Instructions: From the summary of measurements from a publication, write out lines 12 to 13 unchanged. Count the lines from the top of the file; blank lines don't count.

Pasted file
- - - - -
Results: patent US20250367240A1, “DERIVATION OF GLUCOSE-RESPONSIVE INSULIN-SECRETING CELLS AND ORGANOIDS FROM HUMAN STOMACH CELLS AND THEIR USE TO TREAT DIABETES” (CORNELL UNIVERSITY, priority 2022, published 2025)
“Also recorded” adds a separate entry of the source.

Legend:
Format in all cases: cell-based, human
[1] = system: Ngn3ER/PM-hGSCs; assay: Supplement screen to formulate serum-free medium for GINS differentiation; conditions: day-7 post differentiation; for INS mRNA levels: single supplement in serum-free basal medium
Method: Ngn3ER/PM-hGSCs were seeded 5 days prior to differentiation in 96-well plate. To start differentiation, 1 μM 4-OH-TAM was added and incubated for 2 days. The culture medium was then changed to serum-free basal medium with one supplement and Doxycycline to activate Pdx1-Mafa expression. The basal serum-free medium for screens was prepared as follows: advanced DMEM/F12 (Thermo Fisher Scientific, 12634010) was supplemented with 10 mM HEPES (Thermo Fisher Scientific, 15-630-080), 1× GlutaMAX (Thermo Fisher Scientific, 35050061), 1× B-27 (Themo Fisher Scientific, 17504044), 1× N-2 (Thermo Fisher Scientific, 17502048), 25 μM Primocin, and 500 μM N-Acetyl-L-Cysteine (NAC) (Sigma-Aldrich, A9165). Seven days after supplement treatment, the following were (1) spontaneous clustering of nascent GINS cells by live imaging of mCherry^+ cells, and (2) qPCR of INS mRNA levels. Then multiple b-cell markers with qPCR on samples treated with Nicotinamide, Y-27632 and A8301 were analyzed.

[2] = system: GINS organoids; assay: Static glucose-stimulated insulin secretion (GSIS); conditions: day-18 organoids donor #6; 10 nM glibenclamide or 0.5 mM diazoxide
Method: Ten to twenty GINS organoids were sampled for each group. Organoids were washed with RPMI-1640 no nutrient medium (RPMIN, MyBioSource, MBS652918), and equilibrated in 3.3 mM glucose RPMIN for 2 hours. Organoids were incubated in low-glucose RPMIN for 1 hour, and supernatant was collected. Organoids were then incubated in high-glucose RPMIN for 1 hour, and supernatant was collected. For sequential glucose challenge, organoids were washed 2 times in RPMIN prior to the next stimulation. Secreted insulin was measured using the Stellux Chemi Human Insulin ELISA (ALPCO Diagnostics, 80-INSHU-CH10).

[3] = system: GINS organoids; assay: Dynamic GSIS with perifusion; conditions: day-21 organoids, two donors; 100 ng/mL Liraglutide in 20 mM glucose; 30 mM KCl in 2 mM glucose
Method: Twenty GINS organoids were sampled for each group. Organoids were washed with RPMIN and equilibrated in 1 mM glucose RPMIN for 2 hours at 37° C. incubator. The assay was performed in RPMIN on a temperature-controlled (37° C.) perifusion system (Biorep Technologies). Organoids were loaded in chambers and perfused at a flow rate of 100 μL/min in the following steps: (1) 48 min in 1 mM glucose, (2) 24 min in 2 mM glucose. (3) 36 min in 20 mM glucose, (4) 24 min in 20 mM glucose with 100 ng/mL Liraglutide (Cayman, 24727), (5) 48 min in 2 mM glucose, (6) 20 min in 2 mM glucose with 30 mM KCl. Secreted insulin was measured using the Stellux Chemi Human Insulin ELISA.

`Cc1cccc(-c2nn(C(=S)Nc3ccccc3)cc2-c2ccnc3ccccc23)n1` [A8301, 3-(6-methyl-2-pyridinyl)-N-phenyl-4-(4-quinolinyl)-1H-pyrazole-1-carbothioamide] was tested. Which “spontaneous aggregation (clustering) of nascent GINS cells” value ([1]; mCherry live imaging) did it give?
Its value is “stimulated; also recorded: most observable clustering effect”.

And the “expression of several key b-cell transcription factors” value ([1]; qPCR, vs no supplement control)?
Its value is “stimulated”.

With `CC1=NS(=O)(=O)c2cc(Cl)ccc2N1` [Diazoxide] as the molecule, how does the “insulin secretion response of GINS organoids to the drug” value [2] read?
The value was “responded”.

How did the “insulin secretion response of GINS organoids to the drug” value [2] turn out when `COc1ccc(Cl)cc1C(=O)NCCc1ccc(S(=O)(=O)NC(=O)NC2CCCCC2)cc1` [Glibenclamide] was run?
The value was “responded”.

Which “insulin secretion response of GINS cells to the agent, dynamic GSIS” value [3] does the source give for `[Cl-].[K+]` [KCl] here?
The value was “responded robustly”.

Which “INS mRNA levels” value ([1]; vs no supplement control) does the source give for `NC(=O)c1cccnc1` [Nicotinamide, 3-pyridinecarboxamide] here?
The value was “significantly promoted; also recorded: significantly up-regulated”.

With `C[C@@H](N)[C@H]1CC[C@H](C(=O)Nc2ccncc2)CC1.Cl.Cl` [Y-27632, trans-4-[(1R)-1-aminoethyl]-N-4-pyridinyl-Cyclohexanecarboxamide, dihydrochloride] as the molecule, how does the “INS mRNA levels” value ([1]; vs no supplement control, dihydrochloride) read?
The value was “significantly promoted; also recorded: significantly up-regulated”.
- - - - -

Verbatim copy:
Its value is “stimulated; also recorded: most observable clustering effect”.

And the “expression of several key b-cell transcription factors” value ([1]; qPCR, vs no supplement control)?